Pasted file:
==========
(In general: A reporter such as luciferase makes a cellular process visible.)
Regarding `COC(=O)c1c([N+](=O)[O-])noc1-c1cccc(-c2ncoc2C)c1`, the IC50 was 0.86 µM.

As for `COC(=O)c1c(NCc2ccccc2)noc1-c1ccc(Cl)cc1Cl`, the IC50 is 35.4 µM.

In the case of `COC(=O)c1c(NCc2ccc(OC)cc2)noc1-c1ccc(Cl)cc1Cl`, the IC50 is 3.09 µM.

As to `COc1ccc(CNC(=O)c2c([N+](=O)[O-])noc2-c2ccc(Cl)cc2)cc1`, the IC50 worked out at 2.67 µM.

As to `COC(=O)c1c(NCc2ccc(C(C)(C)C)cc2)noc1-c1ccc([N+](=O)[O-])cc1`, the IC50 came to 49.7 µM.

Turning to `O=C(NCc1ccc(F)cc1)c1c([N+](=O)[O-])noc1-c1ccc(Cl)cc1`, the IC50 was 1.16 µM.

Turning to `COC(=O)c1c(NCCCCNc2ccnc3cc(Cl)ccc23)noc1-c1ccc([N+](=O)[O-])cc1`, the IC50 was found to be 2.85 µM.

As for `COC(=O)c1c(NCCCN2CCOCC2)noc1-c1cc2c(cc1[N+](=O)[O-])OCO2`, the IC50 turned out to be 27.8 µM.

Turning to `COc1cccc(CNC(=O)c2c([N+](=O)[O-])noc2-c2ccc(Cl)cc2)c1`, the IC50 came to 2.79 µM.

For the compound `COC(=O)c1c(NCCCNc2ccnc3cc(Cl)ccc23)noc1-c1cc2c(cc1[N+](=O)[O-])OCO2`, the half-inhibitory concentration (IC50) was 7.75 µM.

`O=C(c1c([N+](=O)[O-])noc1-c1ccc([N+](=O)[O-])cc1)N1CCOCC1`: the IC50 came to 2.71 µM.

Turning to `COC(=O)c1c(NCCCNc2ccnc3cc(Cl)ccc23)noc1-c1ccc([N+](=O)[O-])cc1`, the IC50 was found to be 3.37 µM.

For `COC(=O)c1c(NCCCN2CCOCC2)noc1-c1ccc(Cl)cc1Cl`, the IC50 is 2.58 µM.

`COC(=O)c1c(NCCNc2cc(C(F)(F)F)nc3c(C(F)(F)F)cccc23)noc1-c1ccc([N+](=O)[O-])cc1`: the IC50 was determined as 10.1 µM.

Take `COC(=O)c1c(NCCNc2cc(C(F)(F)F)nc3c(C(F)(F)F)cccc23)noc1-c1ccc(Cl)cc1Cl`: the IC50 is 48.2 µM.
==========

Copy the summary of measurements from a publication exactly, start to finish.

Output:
(In general: A reporter such as luciferase makes a cellular process visible.)
Regarding `COC(=O)c1c([N+](=O)[O-])noc1-c1cccc(-c2ncoc2C)c1`, the IC50 was 0.86 µM.

As for `COC(=O)c1c(NCc2ccccc2)noc1-c1ccc(Cl)cc1Cl`, the IC50 is 35.4 µM.

In the case of `COC(=O)c1c(NCc2ccc(OC)cc2)noc1-c1ccc(Cl)cc1Cl`, the IC50 is 3.09 µM.

As to `COc1ccc(CNC(=O)c2c([N+](=O)[O-])noc2-c2ccc(Cl)cc2)cc1`, the IC50 worked out at 2.67 µM.

As to `COC(=O)c1c(NCc2ccc(C(C)(C)C)cc2)noc1-c1ccc([N+](=O)[O-])cc1`, the IC50 came to 49.7 µM.

Turning to `O=C(NCc1ccc(F)cc1)c1c([N+](=O)[O-])noc1-c1ccc(Cl)cc1`, the IC50 was 1.16 µM.

Turning to `COC(=O)c1c(NCCCCNc2ccnc3cc(Cl)ccc23)noc1-c1ccc([N+](=O)[O-])cc1`, the IC50 was found to be 2.85 µM.

As for `COC(=O)c1c(NCCCN2CCOCC2)noc1-c1cc2c(cc1[N+](=O)[O-])OCO2`, the IC50 turned out to be 27.8 µM.

Turning to `COc1cccc(CNC(=O)c2c([N+](=O)[O-])noc2-c2ccc(Cl)cc2)c1`, the IC50 came to 2.79 µM.

For the compound `COC(=O)c1c(NCCCNc2ccnc3cc(Cl)ccc23)noc1-c1cc2c(cc1[N+](=O)[O-])OCO2`, the half-inhibitory concentration (IC50) was 7.75 µM.

`O=C(c1c([N+](=O)[O-])noc1-c1ccc([N+](=O)[O-])cc1)N1CCOCC1`: the IC50 came to 2.71 µM.

Turning to `COC(=O)c1c(NCCCNc2ccnc3cc(Cl)ccc23)noc1-c1ccc([N+](=O)[O-])cc1`, the IC50 was found to be 3.37 µM.

For `COC(=O)c1c(NCCCN2CCOCC2)noc1-c1ccc(Cl)cc1Cl`, the IC50 is 2.58 µM.

`COC(=O)c1c(NCCNc2cc(C(F)(F)F)nc3c(C(F)(F)F)cccc23)noc1-c1ccc([N+](=O)[O-])cc1`: the IC50 was determined as 10.1 µM.

Take `COC(=O)c1c(NCCNc2cc(C(F)(F)F)nc3c(C(F)(F)F)cccc23)noc1-c1ccc(Cl)cc1Cl`: the IC50 is 48.2 µM.